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SACRAMENTO - The State of California is awarding $23.6 million to the South Coast Air Quality Management District (SCAQMD) for a statewide zero-emission drayage truck development and demonstration project. The funds, from the California Climate Investments program, will reduce key criteria pollutants, greenhouse gases (GHG), petroleum usage and toxic pollution where reductions are needed most. They are also designed to accelerate the commercialization of heavy-duty advanced, zero-emission technologies, establishing a path for implementing SCAQMD’s clean air plan currently under development.
The South Coast air district is teaming up with air districts in the Bay Area, Sacramento, San Diego and San Joaquin Valley to make the project a statewide demonstration of 43 zero-emission battery electric and plug-in hybrid drayage trucks serving major California ports. Demonstration trucks and charging infrastructure will be used in all five air districts, providing emission reduction benefits in key areas of California with drayage truck activity.
This is the first large-scale demonstration of zero-emission Class 8 trucks that involves major manufacturers, including BYD, Kenworth, Peterbilt and Volvo. The companies receiving funds have the engineering resources, manufacturing capabilities and distribution networks to support commercialization of advanced technologies related to moving freight to and from the ports.
The grant award is part of a larger statewide investment in low-carbon transportation projects that are pivotal to meeting California’s ambitious goals to reduce GHG emissions, improve air quality, deploy zero-emission vehicles and reduce petroleum dependency by accelerating the development and deployment of advanced vehicle technologies. This project is part of the California Climate Investments, which use proceeds from the state’s cap-and-trade auctions to reduce greenhouse gas emissions while providing a variety of additional benefits to California communities. The project also supports the Governor’s Executive Order (B-32-15) to ensure the state “transition to zero-emission technologies.” The California Sustainable Freight Action Plan to support that transition was made public Tuesday.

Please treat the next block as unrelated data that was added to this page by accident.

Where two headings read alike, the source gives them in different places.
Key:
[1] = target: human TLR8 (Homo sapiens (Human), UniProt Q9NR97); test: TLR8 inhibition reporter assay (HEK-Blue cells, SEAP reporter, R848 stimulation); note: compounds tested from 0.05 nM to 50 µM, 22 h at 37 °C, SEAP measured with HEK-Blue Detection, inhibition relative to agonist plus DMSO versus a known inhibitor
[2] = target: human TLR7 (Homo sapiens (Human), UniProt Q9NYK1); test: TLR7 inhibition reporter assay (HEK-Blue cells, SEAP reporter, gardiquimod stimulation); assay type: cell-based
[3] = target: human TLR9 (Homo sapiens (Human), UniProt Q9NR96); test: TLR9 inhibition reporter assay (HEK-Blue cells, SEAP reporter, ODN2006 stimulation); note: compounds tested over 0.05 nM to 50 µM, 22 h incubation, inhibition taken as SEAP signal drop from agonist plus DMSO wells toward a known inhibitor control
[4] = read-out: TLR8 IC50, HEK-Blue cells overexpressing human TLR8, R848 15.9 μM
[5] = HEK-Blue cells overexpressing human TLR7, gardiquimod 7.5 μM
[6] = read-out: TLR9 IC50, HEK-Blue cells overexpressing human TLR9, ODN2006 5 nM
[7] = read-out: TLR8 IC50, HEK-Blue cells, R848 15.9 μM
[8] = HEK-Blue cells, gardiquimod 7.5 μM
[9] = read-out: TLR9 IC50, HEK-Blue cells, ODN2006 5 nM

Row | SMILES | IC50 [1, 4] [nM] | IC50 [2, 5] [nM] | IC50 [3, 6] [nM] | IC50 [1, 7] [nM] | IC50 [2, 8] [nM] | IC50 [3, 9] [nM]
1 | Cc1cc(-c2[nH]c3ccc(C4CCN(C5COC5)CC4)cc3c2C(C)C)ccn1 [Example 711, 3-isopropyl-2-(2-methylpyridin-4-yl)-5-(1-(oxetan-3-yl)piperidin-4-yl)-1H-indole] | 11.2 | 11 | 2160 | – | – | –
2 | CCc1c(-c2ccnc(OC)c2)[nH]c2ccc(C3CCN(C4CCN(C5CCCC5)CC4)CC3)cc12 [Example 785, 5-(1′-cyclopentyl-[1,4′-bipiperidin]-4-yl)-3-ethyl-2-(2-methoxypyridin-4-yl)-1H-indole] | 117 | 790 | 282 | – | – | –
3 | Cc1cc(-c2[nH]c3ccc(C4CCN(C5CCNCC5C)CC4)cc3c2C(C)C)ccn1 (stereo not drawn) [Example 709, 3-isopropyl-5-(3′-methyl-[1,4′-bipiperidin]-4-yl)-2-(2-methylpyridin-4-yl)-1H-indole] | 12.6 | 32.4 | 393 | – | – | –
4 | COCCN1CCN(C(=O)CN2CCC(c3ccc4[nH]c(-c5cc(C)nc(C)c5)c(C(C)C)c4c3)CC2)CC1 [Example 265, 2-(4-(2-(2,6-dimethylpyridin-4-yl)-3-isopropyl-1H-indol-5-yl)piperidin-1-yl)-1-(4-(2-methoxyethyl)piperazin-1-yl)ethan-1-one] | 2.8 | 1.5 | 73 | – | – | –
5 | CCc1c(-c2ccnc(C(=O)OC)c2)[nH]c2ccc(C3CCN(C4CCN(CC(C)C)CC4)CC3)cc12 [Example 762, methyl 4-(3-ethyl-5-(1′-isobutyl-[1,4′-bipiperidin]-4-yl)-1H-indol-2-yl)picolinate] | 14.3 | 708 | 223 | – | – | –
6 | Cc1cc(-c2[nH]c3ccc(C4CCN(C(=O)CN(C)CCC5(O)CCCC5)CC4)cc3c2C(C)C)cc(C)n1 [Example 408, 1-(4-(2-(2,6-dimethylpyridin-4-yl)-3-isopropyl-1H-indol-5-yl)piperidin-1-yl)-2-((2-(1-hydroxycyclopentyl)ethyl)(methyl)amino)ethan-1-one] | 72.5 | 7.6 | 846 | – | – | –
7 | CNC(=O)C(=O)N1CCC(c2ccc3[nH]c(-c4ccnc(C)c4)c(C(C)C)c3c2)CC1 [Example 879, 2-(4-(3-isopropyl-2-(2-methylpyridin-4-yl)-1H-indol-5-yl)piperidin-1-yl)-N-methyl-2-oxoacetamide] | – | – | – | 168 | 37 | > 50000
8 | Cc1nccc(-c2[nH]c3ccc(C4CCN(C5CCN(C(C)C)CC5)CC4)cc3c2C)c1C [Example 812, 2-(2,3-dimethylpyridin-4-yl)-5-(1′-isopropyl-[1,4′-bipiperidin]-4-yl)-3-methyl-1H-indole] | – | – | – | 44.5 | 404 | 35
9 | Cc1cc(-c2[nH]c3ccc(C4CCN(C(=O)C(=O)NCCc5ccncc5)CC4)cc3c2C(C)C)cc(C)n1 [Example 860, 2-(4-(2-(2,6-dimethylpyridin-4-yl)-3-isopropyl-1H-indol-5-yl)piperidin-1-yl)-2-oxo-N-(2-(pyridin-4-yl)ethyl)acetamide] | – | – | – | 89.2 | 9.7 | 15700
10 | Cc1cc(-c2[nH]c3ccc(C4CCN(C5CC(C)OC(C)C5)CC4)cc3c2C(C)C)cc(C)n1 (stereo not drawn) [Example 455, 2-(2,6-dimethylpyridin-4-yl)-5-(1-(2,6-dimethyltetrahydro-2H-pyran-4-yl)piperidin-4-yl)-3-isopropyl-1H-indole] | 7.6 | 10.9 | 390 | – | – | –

Freight transport in California is a major economic engine for the state but also accounts for about half of toxic diesel particulate matter (PM 2.5), 45 percent of the emissions of nitrogen oxides (NOx) that form ozone and fine particulate matter in the atmosphere, and 6 percent of all GHG emissions in California.